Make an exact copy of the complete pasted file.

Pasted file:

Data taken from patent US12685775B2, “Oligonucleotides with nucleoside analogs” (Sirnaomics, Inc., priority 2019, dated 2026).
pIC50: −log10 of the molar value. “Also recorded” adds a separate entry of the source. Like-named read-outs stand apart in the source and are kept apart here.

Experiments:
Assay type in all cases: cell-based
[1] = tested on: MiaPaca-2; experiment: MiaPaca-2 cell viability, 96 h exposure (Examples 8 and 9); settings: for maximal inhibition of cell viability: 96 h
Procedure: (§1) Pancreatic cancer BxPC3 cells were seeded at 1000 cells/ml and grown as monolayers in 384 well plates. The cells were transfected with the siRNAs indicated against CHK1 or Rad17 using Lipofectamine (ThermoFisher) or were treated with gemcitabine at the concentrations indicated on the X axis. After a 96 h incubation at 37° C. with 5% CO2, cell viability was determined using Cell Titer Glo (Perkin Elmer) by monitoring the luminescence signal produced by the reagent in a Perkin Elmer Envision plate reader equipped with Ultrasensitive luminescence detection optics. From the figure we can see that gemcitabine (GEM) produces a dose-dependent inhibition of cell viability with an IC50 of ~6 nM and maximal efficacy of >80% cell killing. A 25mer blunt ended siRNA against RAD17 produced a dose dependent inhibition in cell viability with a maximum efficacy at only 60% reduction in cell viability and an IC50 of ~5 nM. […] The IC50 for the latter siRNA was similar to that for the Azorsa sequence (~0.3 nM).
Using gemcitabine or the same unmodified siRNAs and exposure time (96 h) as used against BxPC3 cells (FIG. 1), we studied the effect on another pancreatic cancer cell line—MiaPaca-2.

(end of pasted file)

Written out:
Data taken from patent US12685775B2, “Oligonucleotides with nucleoside analogs” (Sirnaomics, Inc., priority 2019, dated 2026).
pIC50: −log10 of the molar value. “Also recorded” adds a separate entry of the source. Like-named read-outs stand apart in the source and are kept apart here.

Experiments:
Assay type in all cases: cell-based
[1] = tested on: MiaPaca-2; experiment: MiaPaca-2 cell viability, 96 h exposure (Examples 8 and 9); settings: for maximal inhibition of cell viability: 96 h
Procedure: (§1) Pancreatic cancer BxPC3 cells were seeded at 1000 cells/ml and grown as monolayers in 384 well plates. The cells were transfected with the siRNAs indicated against CHK1 or Rad17 using Lipofectamine (ThermoFisher) or were treated with gemcitabine at the concentrations indicated on the X axis. After a 96 h incubation at 37° C. with 5% CO2, cell viability was determined using Cell Titer Glo (Perkin Elmer) by monitoring the luminescence signal produced by the reagent in a Perkin Elmer Envision plate reader equipped with Ultrasensitive luminescence detection optics. From the figure we can see that gemcitabine (GEM) produces a dose-dependent inhibition of cell viability with an IC50 of ~6 nM and maximal efficacy of >80% cell killing. A 25mer blunt ended siRNA against RAD17 produced a dose dependent inhibition in cell viability with a maximum efficacy at only 60% reduction in cell viability and an IC50 of ~5 nM. […] The IC50 for the latter siRNA was similar to that for the Azorsa sequence (~0.3 nM).
Using gemcitabine or the same unmodified siRNAs and exposure time (96 h) as used against BxPC3 cells (FIG. 1), we studied the effect on another pancreatic cancer cell line—MiaPaca-2.